Wednesday, March 23, 2022https://kuc.org/wp-content/uploads/parable-19.jpg
The Good and Wicked Servants, by Christine Hides
And the Lord said, “Who then is the faithful and prudent manager whom his master will put in charge of his slaves, to give them their allowance of food at the proper time? Blessed is that slave whom his master will find at work when he arrives. Truly I tell you, he will put that one in charge of all his possessions. But if that slave says to himself, ‘My master is delayed in coming,’ and if he begins to beat the other slaves, men and women, and to eat and drink and get drunk, the master of that slave will come on a day when he does not expect him and at an hour that he does not know, and will cut him in pieces, and put him with the unfaithful. Luke 12:42–46
Reflection: Am I the only one who would prefer a parable about seeds? We’ve been working through some challenging texts in Luke 12.
The third of a cluster of parables on stewardship, faithfulness, and preparedness is no easier than the first two. In the first we, the readers, were slaves, then homeowners, and now we are middle managers, high ranking slaves in charge of others while the master is away. The middle managers likely represent church leaders. Perhaps it is a comfort to know that the church leaders we see in the news who have misused their power will be held accountable.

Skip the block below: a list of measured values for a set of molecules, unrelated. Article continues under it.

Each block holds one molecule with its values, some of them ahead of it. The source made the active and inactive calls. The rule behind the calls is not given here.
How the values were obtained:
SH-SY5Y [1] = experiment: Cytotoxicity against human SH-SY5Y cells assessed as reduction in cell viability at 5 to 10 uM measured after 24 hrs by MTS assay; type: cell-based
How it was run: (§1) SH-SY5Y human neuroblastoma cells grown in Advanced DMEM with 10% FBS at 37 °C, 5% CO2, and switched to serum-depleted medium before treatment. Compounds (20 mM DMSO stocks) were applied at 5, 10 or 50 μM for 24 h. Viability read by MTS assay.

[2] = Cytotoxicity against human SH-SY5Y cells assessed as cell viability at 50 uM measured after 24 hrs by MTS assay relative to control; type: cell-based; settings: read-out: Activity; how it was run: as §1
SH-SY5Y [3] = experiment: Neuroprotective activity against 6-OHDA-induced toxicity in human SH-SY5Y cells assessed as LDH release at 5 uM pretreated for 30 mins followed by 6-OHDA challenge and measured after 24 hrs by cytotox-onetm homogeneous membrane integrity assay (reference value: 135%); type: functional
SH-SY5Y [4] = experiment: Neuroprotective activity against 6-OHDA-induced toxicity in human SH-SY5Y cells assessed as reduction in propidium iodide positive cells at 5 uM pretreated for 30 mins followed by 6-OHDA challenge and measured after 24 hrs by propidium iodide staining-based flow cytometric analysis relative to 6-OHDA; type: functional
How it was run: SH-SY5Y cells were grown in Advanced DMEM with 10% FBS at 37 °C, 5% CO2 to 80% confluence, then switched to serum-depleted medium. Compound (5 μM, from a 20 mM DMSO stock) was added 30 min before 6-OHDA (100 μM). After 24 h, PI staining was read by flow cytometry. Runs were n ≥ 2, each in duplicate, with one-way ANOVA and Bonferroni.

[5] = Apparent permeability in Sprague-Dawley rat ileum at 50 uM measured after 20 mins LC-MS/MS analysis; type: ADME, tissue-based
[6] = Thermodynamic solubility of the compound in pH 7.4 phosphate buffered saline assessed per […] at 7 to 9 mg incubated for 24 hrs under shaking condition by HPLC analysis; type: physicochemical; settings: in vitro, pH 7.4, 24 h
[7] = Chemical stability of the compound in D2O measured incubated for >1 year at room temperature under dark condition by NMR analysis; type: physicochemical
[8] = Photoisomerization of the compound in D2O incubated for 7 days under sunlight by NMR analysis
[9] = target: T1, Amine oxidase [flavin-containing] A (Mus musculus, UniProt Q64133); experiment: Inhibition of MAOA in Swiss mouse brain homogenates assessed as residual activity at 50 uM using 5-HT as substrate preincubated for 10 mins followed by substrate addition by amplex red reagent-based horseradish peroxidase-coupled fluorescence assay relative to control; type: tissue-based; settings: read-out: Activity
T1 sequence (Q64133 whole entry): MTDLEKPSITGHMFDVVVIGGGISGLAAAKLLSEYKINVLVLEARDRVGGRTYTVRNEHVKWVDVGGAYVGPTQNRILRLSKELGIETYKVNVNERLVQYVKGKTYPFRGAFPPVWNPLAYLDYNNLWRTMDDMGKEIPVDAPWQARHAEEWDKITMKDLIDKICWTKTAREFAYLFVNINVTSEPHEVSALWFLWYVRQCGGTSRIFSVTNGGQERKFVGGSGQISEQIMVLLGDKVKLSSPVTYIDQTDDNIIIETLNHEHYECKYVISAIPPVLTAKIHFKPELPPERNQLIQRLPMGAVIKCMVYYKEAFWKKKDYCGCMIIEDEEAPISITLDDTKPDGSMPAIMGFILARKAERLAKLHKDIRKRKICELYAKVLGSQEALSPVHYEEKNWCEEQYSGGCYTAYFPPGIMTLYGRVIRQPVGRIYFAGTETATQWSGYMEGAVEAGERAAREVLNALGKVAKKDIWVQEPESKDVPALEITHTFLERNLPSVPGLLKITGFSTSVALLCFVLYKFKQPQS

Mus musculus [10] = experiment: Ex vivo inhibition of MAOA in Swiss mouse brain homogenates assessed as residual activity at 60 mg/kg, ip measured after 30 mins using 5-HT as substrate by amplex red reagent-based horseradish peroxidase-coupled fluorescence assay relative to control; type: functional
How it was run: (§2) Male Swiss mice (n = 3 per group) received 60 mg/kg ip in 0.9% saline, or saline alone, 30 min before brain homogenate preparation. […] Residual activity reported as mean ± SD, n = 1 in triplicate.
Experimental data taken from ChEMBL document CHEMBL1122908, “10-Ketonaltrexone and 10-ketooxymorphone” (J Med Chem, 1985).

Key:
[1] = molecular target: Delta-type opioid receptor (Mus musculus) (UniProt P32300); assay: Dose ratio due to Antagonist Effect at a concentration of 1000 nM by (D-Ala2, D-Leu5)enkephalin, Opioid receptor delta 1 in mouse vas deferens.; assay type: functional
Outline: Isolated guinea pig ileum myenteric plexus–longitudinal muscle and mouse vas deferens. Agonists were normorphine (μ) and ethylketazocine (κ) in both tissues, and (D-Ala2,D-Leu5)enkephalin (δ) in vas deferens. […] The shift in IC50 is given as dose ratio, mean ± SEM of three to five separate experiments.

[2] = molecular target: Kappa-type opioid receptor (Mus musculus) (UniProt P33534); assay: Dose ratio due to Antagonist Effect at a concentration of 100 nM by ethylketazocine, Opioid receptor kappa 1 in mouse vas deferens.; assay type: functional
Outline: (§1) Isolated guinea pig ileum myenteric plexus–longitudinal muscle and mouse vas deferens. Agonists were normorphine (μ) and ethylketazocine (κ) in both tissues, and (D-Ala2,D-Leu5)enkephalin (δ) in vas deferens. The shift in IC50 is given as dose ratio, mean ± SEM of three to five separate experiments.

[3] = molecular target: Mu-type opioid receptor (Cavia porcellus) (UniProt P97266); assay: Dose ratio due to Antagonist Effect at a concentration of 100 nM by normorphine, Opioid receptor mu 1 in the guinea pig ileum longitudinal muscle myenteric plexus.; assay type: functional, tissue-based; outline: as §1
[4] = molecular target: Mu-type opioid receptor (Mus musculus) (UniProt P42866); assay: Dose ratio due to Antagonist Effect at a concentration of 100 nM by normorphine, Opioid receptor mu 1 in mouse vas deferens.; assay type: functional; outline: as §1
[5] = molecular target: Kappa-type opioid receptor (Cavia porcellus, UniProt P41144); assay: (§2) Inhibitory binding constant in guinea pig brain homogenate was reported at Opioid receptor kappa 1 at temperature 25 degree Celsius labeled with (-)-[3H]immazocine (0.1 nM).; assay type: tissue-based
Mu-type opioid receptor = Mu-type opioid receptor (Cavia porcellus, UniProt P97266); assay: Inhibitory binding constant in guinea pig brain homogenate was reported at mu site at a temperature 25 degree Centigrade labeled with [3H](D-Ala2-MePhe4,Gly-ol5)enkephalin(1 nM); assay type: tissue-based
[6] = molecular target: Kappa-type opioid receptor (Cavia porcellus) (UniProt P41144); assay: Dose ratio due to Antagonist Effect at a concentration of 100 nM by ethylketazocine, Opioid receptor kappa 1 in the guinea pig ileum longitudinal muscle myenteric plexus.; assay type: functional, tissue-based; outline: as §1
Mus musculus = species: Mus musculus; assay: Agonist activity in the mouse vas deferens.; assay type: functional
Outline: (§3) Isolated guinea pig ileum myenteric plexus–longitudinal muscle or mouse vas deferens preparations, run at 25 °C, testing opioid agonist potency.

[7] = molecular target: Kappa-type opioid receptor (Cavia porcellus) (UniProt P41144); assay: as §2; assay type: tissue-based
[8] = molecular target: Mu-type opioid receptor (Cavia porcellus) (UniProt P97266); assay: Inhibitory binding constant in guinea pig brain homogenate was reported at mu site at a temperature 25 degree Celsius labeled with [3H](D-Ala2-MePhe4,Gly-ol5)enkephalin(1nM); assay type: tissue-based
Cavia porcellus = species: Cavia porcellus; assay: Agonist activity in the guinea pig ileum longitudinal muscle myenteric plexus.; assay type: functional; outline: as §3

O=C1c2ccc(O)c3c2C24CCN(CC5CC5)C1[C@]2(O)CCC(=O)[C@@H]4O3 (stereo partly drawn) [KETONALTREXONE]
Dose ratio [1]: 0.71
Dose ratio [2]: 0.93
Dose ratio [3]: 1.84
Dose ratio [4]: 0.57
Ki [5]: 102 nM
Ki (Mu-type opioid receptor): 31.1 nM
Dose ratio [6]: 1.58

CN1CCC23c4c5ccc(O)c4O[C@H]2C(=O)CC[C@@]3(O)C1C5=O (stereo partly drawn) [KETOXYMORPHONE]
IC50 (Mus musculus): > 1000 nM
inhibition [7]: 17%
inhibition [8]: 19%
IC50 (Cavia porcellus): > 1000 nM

With this comfort comes a challenge: reconciling the God of love, the good shepherd, the God who gathers us underwing like a mother hen, with this master who punishes harshly. Questions emerge where our image of God conflicts with our hope for accountability. Harsh accountability seems desirable for others, but surely God isn’t holding us to the same standard?
Amy-Jill Levine cautions against “domesticating” the parables. She argues they are meant to challenge. “What makes the parables mysterious, or difficult, is that they challenge us to look into the hidden aspects of our own values, our own lives. They bring to the surface unasked questions, and they reveal the answers we have always known, but refuse to acknowledge.”
In this case, we may be left with more questions than answers.
Hold us, O Christ, in the mystery and challenge of faith. Amen.